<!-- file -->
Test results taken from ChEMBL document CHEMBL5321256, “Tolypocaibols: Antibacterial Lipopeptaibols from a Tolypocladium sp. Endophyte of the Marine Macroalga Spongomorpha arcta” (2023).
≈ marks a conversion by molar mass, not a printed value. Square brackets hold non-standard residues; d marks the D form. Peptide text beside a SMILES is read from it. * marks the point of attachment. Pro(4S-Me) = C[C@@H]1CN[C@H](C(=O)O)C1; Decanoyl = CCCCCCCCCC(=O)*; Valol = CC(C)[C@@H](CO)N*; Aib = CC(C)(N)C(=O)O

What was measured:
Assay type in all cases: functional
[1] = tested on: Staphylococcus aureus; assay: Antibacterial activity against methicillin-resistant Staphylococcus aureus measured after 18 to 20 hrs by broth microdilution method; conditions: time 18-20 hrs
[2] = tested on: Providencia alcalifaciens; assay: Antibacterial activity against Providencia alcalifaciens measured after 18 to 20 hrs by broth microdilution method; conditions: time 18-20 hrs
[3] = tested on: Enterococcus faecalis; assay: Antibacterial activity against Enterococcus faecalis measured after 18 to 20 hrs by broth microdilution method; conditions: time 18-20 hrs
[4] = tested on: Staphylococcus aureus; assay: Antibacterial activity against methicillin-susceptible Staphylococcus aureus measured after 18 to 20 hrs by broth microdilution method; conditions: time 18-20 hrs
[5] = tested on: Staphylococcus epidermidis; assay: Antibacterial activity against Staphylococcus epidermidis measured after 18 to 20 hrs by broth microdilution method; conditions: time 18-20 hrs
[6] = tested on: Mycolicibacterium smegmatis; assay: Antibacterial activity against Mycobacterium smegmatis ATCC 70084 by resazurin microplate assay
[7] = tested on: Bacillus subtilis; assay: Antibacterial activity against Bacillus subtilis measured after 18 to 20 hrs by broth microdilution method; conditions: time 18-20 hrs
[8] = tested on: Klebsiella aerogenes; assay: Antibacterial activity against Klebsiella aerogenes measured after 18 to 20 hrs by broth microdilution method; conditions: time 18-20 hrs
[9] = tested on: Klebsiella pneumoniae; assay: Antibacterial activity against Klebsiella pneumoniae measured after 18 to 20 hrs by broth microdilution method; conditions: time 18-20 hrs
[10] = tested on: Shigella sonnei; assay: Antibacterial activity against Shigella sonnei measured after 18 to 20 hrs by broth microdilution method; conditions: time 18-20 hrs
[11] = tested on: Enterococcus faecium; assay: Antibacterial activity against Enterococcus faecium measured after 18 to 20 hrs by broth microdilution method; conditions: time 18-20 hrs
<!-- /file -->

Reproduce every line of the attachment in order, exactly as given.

Test results taken from ChEMBL document CHEMBL5321256, “Tolypocaibols: Antibacterial Lipopeptaibols from a Tolypocladium sp. Endophyte of the Marine Macroalga Spongomorpha arcta” (2023).
≈ marks a conversion by molar mass, not a printed value. Square brackets hold non-standard residues; d marks the D form. Peptide text beside a SMILES is read from it. * marks the point of attachment. Pro(4S-Me) = C[C@@H]1CN[C@H](C(=O)O)C1; Decanoyl = CCCCCCCCCC(=O)*; Valol = CC(C)[C@@H](CO)N*; Aib = CC(C)(N)C(=O)O

What was measured:
Assay type in all cases: functional
[1] = tested on: Staphylococcus aureus; assay: Antibacterial activity against methicillin-resistant Staphylococcus aureus measured after 18 to 20 hrs by broth microdilution method; conditions: time 18-20 hrs
[2] = tested on: Providencia alcalifaciens; assay: Antibacterial activity against Providencia alcalifaciens measured after 18 to 20 hrs by broth microdilution method; conditions: time 18-20 hrs
[3] = tested on: Enterococcus faecalis; assay: Antibacterial activity against Enterococcus faecalis measured after 18 to 20 hrs by broth microdilution method; conditions: time 18-20 hrs
[4] = tested on: Staphylococcus aureus; assay: Antibacterial activity against methicillin-susceptible Staphylococcus aureus measured after 18 to 20 hrs by broth microdilution method; conditions: time 18-20 hrs
[5] = tested on: Staphylococcus epidermidis; assay: Antibacterial activity against Staphylococcus epidermidis measured after 18 to 20 hrs by broth microdilution method; conditions: time 18-20 hrs
[6] = tested on: Mycolicibacterium smegmatis; assay: Antibacterial activity against Mycobacterium smegmatis ATCC 70084 by resazurin microplate assay
[7] = tested on: Bacillus subtilis; assay: Antibacterial activity against Bacillus subtilis measured after 18 to 20 hrs by broth microdilution method; conditions: time 18-20 hrs
[8] = tested on: Klebsiella aerogenes; assay: Antibacterial activity against Klebsiella aerogenes measured after 18 to 20 hrs by broth microdilution method; conditions: time 18-20 hrs
[9] = tested on: Klebsiella pneumoniae; assay: Antibacterial activity against Klebsiella pneumoniae measured after 18 to 20 hrs by broth microdilution method; conditions: time 18-20 hrs
[10] = tested on: Shigella sonnei; assay: Antibacterial activity against Shigella sonnei measured after 18 to 20 hrs by broth microdilution method; conditions: time 18-20 hrs
[11] = tested on: Enterococcus faecium; assay: Antibacterial activity against Enterococcus faecium measured after 18 to 20 hrs by broth microdilution method; conditions: time 18-20 hrs